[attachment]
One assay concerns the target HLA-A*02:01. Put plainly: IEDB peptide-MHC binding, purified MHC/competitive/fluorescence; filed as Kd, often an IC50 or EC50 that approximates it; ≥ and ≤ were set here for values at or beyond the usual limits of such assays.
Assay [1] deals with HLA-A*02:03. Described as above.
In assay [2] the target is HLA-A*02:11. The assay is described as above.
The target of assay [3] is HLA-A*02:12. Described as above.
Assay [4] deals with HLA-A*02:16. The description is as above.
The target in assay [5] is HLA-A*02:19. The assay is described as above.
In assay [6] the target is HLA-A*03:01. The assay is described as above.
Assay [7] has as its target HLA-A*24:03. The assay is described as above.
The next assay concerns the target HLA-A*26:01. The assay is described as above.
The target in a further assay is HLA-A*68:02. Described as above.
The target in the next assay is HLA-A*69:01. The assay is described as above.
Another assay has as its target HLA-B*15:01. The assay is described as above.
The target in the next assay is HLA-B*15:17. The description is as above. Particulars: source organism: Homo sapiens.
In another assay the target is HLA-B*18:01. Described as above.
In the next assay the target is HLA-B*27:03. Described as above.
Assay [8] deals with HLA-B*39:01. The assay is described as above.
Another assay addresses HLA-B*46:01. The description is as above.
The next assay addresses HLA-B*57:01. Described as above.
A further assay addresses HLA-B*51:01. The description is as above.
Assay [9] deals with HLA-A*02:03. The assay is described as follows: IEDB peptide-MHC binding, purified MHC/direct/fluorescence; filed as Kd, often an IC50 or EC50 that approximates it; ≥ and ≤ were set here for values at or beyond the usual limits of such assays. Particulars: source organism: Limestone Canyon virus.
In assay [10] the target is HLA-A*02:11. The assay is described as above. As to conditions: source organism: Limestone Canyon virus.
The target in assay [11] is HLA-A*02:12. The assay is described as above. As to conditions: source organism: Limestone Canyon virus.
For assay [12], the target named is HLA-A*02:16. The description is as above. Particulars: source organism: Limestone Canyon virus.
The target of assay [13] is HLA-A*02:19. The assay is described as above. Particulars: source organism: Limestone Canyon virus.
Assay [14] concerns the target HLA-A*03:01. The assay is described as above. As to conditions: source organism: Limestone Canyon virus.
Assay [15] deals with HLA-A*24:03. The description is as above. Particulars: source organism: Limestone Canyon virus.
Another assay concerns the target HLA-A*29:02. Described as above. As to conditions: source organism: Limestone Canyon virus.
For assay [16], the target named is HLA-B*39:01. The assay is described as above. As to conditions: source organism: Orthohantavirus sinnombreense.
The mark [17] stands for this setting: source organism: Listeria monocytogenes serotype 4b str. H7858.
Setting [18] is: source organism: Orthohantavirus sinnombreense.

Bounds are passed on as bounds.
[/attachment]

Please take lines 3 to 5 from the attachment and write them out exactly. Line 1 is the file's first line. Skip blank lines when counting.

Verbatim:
In assay [2] the target is HLA-A*02:11. The assay is described as above.
The target of assay [3] is HLA-A*02:12. Described as above.
Assay [4] deals with HLA-A*02:16. The description is as above.